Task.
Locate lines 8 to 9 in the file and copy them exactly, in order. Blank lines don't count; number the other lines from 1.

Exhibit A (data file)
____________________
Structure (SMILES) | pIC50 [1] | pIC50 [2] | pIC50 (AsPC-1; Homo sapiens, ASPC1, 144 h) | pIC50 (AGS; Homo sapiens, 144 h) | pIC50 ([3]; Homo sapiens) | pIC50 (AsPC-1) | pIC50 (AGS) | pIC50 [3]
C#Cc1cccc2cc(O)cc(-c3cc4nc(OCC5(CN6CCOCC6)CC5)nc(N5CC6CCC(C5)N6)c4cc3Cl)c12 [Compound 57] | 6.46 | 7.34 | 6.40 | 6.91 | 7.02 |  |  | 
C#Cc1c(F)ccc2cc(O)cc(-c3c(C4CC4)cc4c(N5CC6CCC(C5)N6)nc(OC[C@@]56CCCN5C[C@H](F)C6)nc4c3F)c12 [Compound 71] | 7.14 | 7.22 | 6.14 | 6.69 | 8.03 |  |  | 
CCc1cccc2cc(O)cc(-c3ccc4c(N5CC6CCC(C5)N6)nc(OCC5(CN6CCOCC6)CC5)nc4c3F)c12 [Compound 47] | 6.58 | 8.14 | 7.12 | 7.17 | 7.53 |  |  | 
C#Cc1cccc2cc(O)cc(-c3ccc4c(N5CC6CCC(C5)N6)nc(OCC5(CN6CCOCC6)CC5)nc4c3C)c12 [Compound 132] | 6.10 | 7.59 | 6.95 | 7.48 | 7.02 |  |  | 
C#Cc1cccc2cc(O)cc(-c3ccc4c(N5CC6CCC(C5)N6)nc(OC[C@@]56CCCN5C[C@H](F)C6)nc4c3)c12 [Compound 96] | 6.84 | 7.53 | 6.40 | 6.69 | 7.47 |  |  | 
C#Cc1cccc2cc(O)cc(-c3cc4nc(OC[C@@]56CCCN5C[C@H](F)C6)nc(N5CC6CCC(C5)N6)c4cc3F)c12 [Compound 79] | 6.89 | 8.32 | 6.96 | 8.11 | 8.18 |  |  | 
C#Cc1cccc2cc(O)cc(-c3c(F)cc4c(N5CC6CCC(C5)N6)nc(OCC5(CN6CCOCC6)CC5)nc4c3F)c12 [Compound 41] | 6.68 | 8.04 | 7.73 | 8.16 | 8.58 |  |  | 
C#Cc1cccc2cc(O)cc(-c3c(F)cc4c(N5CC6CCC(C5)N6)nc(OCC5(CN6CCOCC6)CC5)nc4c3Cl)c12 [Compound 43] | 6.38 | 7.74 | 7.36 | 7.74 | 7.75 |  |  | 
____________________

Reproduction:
C#Cc1cccc2cc(O)cc(-c3c(F)cc4c(N5CC6CCC(C5)N6)nc(OCC5(CN6CCOCC6)CC5)nc4c3F)c12 [Compound 41] | 6.68 | 8.04 | 7.73 | 8.16 | 8.58 |  |  | 
C#Cc1cccc2cc(O)cc(-c3c(F)cc4c(N5CC6CCC(C5)N6)nc(OCC5(CN6CCOCC6)CC5)nc4c3Cl)c12 [Compound 43] | 6.38 | 7.74 | 7.36 | 7.74 | 7.75 |  |  | 